UNICEF says Turkey hosts 900,000 Syrian refugees

UNICEF says Turkey hosts 900,000 Syrian refugees

PanARMENIAN.Net - The estimated number of Syrian refugees that have taken shelter in Turkey is nearly 900,000, of whom 700,000 are living outside of camps, a UN official has said, while noting that the conflict in Syria has especially affected children, Hürriyet Daily News reported.

The United Nations Children’s Fund (UNICEF), working together with the Prime Ministry’s Disaster and Emergency Management Directorate (AFAD), is trying to provide education to Syrian children in Turkey.

“The most challenging part so far is how to reach Syrians living out of camps,” UNICEF Representative for Turkey Dr. Ayman A. Abulaban told the HDN.

In three years of conflict in Syria, 6 million Syrian children, both inside and outside of Syria, have been affected, Abulaban said, noting that more than 10,000 out of 100,000 Syrians killed in the country were children.

UNICEF is seeking to raise awareness on the problems of children who have suffered over the course of the three-year-old civil war.

Syrian children must remain at the top of the agenda of all those who are doing political work at the moment, Abulaban said.

“Children should not be a victim or a failure of politics, or a failure of the world to find a solution,” he said.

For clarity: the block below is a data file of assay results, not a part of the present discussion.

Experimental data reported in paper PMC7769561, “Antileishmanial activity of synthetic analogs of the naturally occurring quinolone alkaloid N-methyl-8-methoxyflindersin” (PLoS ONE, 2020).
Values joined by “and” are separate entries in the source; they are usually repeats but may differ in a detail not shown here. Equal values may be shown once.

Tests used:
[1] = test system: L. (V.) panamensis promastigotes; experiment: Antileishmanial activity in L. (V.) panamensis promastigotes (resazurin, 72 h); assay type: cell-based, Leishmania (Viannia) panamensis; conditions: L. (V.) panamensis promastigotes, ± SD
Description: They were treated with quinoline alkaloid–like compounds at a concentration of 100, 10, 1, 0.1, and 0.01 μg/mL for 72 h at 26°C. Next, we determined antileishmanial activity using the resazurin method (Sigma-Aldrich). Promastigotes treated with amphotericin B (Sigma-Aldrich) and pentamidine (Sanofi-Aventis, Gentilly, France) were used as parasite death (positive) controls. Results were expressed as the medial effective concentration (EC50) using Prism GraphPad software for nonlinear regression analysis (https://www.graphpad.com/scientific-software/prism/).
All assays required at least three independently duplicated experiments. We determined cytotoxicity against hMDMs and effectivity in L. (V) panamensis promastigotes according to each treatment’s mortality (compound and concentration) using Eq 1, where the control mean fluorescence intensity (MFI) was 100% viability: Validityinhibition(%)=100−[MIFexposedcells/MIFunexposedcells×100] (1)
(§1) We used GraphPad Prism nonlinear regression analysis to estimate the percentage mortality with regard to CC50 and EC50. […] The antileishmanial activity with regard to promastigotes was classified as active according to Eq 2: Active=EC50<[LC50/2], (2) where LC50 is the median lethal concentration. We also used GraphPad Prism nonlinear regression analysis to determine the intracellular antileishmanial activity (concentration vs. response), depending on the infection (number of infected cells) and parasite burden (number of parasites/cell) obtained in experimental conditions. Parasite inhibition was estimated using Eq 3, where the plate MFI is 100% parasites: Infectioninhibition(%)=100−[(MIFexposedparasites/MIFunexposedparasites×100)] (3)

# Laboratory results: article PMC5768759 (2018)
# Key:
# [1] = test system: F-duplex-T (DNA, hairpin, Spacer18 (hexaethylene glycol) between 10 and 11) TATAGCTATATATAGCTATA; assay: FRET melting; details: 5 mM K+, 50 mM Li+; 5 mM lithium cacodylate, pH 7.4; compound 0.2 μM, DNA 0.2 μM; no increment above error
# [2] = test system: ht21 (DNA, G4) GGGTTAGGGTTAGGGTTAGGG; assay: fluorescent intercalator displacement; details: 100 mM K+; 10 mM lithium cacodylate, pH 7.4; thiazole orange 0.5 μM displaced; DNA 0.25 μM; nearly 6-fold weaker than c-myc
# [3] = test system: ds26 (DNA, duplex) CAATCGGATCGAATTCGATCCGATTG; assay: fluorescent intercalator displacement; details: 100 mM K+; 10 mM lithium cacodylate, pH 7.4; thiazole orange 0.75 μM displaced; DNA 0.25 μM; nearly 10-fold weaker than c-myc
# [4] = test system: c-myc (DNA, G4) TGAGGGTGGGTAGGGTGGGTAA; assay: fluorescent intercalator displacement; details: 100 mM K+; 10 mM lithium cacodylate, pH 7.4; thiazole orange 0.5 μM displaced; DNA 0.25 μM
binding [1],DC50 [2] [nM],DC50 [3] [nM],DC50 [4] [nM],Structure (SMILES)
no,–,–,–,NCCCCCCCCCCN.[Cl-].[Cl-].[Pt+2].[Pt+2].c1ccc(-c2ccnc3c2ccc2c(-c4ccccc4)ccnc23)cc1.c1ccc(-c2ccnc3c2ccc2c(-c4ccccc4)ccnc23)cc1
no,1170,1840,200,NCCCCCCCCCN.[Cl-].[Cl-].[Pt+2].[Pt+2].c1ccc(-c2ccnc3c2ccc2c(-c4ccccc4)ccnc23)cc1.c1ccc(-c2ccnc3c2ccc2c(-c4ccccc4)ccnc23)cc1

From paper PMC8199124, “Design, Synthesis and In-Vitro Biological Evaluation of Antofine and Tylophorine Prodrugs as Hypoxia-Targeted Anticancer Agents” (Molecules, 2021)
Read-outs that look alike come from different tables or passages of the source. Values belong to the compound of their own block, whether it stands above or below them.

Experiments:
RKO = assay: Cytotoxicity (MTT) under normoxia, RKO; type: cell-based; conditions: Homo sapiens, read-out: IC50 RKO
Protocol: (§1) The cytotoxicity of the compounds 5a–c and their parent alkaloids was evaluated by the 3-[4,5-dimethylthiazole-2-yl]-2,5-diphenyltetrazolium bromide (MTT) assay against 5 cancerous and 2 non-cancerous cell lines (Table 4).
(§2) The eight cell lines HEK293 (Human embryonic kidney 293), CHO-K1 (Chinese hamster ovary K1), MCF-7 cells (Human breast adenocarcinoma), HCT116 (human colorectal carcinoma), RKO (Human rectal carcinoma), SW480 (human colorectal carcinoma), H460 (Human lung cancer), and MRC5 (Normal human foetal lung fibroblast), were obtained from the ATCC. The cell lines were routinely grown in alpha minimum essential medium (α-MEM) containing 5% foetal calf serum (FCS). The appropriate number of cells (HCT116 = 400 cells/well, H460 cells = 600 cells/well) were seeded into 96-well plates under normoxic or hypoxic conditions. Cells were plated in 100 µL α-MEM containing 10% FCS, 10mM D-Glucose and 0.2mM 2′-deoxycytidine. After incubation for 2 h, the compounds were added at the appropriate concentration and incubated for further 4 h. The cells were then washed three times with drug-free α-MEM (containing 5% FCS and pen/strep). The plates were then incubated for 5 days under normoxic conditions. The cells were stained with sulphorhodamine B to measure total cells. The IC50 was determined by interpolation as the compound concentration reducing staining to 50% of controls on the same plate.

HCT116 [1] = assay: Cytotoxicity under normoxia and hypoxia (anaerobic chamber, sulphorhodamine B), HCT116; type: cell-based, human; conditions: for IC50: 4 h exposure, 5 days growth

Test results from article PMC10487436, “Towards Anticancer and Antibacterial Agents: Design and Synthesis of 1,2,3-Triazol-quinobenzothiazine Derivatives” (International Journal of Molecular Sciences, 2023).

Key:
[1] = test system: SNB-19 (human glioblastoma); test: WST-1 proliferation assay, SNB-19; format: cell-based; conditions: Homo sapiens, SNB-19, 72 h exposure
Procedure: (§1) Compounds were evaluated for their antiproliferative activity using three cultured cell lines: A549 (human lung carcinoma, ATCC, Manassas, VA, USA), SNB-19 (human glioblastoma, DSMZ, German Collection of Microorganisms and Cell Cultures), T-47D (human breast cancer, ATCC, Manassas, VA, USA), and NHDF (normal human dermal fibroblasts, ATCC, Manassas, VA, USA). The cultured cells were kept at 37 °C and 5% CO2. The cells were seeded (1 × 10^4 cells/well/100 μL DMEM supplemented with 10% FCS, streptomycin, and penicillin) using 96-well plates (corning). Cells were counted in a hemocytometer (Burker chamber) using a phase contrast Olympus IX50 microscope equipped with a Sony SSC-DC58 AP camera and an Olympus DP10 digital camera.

Top stories
U.S. Central Command said C-130 transport aircraft had made "multiple" drops of supplies provided by Kurdish authorities in Iraq.
The president will aim to show the U.S. public and allies abroad that he is committed to a plan to "degrade" and "destroy" the group.
Cazeneuve said authorities are monitoring a French member of the Islamic State group identified by the U.S. State Department.
The campaign expands upon the airstrikes the United States has been conducting against the militants in Iraq since early August.
Partner news
Soghomon Tehlirian assassinated Talaat Pasha on March 15, 1921

Operation Nemesis was a covert operation by the Armenian Revolutionary Federation carried out from 1920 to 1922, during which a number of former Ottoman political and military figures were assassinated for their role in the Armenian Genocide.